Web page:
ButterCloth Before Shark Tank
Danh Tran, the brain behind Butter Cloth, started his career in 2002 when he worked as an associate designer for doll clothes while he strived towards his Fashion Design BA degree. After working under other designers, Danh managed to become head designer at several prestigious companies before founding Butter Cloth. He developed his fabric in an effort to make business attire more comfortable.
According to the company’s website, Danh dove head first into his new idea, leaving behind his job, house, and 401K to make his comfy dress shirt business successful. Would the Sharks be as willing to go all in? Let’s take a look.
ButterCloth on Shark Tank
Danh and his business partner, Gary, walked out into the Shark Tank and greeted the Sharks from the stage. They introduced themselves, as well as the business, ButterCloth. The sign behind them proclaimed it the “World’s most comfortable shirt.” Gary requested $250,000 in exchange for 10% interest in their company. He had a deep Southern accent.
Dahn took over the presentation. He said he always hated wearing dress shirts because they were uncomfortable, thick, and scratchy. He said that you could still look like you are fully employed while wearing what felt like your favorite t-shirt. Dahn invented a new fabric for his brand of dress shirt, Butter Cloth.
Gary elaborated, saying ButterCloth was a unique fabric with 100% natural, sustainable, and long fiber cotton. He brought in Metta World Peace, a basketball player, stating that he was their long fiber expert scientist. Mark Cuban looked concerned, and Charles Barkley’s face lit up in recognition. Metta came out and a blue button-down business casual shirt and dunked the basketball into the hoop at the side of the stage. He claimed it was as easy to make a basket in a ButterCloth office shirt as in his regular uniform. This was due to every shirt maintaining breathability and a six-way stretch.
Gary asked the Sharks who wanted to make the world a softer place by joining the ButterCloth team. Gary said that wearing one of the ButterCloth shirts looked like you were getting a presentation at NASA, while it felt like you were taking a vacation on the beach. Danh continued, stating that anything was possible when wearing ButterCloth. Metta World Peace lifted him by his waist, and Danh made the basket.
Metta World Peace told the Sharks that they had to feel it to believe it and started passing out samples. Robert said that they had a good model. Each Shark received a different shirt tailored to their preferences and size. Kevin pointed out that they were a very eclectic-looking group. This comment got a laugh from everyone, but Kevin continued, wanting to know where they met each other.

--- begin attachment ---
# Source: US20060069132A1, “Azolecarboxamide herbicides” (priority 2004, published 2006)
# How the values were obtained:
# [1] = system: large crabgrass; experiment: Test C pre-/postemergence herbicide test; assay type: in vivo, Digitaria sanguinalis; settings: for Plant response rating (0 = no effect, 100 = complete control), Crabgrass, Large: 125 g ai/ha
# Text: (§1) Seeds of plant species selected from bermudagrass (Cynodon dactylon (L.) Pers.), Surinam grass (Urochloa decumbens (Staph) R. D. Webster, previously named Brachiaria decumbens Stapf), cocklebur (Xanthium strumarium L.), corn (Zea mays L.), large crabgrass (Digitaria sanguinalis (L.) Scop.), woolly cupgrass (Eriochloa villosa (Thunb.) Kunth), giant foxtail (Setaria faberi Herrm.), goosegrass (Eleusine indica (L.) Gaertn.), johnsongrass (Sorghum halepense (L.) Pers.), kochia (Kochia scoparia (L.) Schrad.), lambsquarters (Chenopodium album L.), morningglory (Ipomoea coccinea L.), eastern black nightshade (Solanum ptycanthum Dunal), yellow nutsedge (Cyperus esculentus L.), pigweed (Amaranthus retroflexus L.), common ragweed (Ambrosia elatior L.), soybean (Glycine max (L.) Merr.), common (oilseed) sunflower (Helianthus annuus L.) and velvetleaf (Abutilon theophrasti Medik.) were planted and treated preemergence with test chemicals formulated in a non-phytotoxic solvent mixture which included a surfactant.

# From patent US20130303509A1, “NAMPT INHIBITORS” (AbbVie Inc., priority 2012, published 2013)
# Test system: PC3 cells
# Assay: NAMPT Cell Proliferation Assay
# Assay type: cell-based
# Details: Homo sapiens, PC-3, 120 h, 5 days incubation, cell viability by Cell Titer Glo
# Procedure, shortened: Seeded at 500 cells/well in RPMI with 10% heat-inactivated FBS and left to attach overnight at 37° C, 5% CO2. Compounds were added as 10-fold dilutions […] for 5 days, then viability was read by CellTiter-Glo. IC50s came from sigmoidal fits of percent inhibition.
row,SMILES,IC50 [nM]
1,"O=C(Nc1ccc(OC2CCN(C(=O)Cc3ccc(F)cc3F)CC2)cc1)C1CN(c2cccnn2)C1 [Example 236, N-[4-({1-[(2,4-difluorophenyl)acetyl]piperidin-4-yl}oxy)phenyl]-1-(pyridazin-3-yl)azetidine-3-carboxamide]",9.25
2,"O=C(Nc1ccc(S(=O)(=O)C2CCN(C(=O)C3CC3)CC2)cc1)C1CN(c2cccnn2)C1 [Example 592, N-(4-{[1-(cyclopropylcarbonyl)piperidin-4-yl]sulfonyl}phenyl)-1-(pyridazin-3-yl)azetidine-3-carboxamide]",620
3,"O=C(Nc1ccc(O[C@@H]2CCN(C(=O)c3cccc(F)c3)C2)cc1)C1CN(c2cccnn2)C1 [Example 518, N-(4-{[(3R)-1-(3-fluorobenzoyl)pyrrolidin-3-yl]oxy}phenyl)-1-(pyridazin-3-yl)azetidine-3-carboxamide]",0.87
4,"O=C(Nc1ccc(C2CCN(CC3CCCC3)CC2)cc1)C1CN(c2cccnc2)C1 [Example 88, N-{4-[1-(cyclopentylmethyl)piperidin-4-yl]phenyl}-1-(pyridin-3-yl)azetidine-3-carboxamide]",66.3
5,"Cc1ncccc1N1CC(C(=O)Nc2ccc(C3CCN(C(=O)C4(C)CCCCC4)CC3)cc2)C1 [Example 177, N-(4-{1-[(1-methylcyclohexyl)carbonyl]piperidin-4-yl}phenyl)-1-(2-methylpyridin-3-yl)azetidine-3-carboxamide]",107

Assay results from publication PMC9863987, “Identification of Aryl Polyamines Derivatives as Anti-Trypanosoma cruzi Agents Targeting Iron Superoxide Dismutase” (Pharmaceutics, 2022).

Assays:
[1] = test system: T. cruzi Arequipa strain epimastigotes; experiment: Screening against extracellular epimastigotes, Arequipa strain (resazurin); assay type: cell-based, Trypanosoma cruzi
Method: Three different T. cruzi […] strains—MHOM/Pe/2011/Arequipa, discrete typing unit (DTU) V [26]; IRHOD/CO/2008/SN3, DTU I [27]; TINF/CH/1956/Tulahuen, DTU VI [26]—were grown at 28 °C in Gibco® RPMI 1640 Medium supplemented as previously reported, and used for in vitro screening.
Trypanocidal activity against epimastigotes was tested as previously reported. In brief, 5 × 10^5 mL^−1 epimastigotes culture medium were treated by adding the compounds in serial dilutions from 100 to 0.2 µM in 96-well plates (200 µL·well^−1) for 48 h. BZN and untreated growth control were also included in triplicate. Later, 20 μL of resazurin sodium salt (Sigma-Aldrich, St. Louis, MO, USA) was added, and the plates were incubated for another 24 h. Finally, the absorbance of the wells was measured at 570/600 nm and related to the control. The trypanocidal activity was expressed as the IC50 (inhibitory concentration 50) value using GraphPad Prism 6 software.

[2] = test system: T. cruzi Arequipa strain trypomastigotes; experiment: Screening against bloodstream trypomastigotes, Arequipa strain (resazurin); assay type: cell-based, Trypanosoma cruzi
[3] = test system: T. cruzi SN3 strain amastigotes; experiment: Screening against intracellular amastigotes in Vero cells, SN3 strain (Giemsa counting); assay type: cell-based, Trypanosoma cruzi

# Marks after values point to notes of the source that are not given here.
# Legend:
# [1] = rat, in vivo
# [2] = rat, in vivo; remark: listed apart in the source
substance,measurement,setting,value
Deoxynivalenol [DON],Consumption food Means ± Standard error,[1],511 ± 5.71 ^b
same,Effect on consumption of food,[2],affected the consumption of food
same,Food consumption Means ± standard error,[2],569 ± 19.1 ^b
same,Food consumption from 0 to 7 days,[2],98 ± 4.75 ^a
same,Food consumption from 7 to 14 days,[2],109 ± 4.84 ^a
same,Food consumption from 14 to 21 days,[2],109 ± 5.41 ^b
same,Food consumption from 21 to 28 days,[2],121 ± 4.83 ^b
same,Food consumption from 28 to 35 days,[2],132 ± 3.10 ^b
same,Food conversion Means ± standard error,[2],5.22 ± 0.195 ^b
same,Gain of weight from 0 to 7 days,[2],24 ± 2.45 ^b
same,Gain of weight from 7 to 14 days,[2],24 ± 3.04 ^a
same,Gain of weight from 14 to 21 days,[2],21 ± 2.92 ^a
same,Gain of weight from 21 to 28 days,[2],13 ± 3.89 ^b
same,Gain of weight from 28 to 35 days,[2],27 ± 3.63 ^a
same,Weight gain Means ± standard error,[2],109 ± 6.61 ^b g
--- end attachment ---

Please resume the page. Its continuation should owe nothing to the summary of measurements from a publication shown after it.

Metta started off the story. He said that in college, he got a BA in math. Even though he went into the NBA, Metta remained interested in marketing. He only wanted to market something he could speak on, and once he tried ButterCloth, he was hooked. He loved that it was athletic, and he could play basketball and run in the shirt, even though it looked business casual. The material was sweat-wicking and wrinkle-resistant.
Robert wanted to know how Danh and Gary met. Gary took that question and said he was friends with the chief operating officer of ButterCloth, Bob. Bob requested that Gary go and help Danh with marketing and sales. After getting to know Danh, Gary said that he was “an unbelievably remarkable person.”
Danh went into his life story. He said that his parents ran a tailor shop in Vietnam. He started making his clothes when he was just ten years old. His mother saw that he was interested in tailoring and pulled him aside. She attempted to get him away from the fashion industry, stating that it was an abysmal career choice. Danh cannot be swayed. It was his dream to go to America and start a fashion career. He had a choice to make. Would he follow his plan or disappoint his parents, who wanted him to become a doctor or a lawyer. Ultimately he decided to apply to fashion school.
It was a prestigious school, and it cost $120,000 a year. He wasn’t able to afford it. Instead, he got a job at Mattel making doll clothes. After five years of working and saving, Danh could afford his dream fashion school. He applied and got in. He earned his bachelor’s in fashion and moved on to be the head designer of Affliction clothing.
Robert called him the real deal. Charles said the shirt felt terrific and started talking about the business end. You wanted to know how much each shirt cost the consumer. Then let them know that it was between $98 to $118 and cost $20-$25 a shirt to make. Gary was sure to point out that that was the cost landed or once it was shipped to them. They sold the shirts strictly online.